The fourth week of January is probably far past the point where one should let the previous year go and move on. And yet, still, some great music from 2010 went uncovered until now. There’s a good chance that a lot of amazing music has yet to be discovered by the always thirsty Treble staff, but we’re doing our best to give kudos where they’re due. This month, we visit five albums that have gone unreviewed in Treble until now. This sampler pack is a pretty diverse selection of artists that includes a pair of unique metal bands, a magnificent soul singer, a newcomer from Los Angeles with some innovative beat-driven love songs, and a UK producer who defies easy categorization with his dub-inflected lo-fi psych. Between these five artists, there are scant similarities, save for one important thing: not having them in your personal collection would be (say it with us!) perverse.
Aloe Blacc – Good Things
(Truth & Soul – Stones Throw)
Moving fluidly between the socially conscious soul of Bill Withers, the joyful croon of Sam Cooke and the silky funk of Curtis Mayfield, Aloe Blacc offers up an album of tunes that could likely pass for a lost 1970s soul classic. That warm, vintage feel is thanks in large part to producers Jeff Dynamite and Leon Michels, who deliver a stunning and dynamic backdrop for Dawkins’ smooth baritone with dense arrangements of live instrumentation, further denoting a stark contrast from the crackly samples of his debut.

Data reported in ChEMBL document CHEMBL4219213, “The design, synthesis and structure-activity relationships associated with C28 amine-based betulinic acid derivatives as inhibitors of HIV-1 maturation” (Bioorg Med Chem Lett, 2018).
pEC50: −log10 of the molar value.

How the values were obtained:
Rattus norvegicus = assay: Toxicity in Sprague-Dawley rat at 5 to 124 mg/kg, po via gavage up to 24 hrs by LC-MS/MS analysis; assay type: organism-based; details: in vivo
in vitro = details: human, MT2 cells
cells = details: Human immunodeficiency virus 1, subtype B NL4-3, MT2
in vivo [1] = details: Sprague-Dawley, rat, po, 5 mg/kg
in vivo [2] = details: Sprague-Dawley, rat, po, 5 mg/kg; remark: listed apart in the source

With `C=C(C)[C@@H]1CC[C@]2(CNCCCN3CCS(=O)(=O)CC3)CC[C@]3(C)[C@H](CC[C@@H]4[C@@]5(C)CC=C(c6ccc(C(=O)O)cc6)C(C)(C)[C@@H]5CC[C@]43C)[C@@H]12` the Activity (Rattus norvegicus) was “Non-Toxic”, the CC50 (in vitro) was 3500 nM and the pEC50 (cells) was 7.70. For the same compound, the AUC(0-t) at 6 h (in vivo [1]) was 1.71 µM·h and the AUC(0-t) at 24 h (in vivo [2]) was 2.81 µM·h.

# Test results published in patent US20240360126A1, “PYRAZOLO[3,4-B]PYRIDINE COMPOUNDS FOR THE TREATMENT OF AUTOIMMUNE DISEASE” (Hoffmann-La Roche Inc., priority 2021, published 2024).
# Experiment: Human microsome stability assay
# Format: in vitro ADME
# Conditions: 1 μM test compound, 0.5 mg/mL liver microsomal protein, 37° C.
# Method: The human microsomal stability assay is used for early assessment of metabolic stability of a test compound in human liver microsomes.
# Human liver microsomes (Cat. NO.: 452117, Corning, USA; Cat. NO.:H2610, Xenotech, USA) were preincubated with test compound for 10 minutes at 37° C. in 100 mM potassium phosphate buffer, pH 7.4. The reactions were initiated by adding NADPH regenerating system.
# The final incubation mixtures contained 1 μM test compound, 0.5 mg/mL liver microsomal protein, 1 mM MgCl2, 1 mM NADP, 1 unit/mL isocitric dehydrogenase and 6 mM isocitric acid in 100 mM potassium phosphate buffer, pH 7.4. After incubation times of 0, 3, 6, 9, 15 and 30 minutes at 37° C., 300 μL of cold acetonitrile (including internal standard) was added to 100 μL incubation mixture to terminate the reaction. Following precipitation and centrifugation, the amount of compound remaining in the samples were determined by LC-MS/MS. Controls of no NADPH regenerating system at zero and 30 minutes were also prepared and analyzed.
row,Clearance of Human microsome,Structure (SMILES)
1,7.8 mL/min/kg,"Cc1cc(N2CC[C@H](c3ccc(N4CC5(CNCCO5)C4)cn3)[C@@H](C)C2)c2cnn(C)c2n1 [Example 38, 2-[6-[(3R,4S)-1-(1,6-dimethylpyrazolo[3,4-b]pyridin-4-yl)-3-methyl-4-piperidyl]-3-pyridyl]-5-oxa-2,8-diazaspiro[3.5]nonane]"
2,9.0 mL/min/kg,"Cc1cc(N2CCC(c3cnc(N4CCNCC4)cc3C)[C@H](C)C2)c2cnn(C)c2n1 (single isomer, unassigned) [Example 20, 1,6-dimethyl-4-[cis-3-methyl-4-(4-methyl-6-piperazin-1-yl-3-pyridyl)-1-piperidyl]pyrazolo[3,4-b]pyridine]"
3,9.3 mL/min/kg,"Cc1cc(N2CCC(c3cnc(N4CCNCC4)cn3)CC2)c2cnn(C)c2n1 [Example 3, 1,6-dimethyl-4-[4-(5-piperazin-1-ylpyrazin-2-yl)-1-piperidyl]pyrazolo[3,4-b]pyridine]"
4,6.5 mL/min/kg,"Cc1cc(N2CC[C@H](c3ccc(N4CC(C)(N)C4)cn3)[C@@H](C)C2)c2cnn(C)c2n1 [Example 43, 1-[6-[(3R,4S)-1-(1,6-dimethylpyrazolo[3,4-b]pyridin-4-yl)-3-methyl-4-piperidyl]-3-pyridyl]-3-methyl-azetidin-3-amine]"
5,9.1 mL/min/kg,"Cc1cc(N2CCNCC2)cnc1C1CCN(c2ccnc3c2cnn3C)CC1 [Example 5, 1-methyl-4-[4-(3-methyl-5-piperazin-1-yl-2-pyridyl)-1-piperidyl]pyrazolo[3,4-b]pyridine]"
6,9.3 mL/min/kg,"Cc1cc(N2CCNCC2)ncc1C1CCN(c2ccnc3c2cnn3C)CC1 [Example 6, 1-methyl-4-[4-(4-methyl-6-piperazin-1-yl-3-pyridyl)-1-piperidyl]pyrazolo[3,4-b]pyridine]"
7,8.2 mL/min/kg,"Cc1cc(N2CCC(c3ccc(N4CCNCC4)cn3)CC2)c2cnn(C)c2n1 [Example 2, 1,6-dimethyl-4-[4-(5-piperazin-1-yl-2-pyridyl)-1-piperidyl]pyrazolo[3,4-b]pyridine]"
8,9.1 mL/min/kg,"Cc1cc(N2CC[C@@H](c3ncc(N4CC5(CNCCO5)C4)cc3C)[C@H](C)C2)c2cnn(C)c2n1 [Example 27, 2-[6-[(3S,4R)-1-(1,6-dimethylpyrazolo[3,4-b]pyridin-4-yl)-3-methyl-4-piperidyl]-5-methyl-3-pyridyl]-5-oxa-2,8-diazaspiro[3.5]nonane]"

Black Breath – Heavy Breathing
Embracing the sounds of D-beat, Swedish death metal, hardcore punk and the old-school heavy metal sounds of Motörhead, Black Breath finds little common ground with many of the more drone-heavy acts on Southern Lord, instead offering an intense, yet highly melodic crust hybrid that wastes no time getting to the white-hot, blistering point.
Baths – Cerulean
Los Angeles’ Baths, though sometimes lumped in with synthesizer-loving acts like Neon Indian, is much more akin to Flying Lotus’ bizarro hip-hop chopscapes, albeit with a much stronger vocal presence. Yet the connective thread between Baths’ Will Wiesenfeld and the glo-fi underworld is their shared sense of abstract sentimentality, a quality that shines brightly through numerous sideways filters on debut album Cerulean.
Castevet – Mounds of Ash
Castevet’s debut album, Mounds of Ash, is built on a foundation of powerful melodies delivered via dense guitars and complex beat structures. Where peers like Agalloch might take cues from Godspeed You! Black Emperor or Kronos Quartet, Castevet mines sonic ground similar to that of Fugazi or Failure, their mesmerizing minor-key riffs executed to sound as breathtaking as they are viscerally fierce.
Forest Swords – Dagger Paths
(Olde English Spelling Bee)
Forest Swords is an amalgam of various and disparate parts that fit together perfectly, despite their diverse origins. A Pandora’s Box of all things dense and eerie, Forest Sword’s 2010 EP Dagger Paths assembles an ominous yet spacey army of sonic specters, swirling in unholy yet stunning alliance.
Jeff Terich is the founder and editor of Treble. He's been writing about music for 20 years and has been published at American Songwriter, Bandcamp Daily, Reverb, Spin, Stereogum, uDiscoverMusic, VinylMePlease and some others that he's forgetting right now. He's still not tired of it.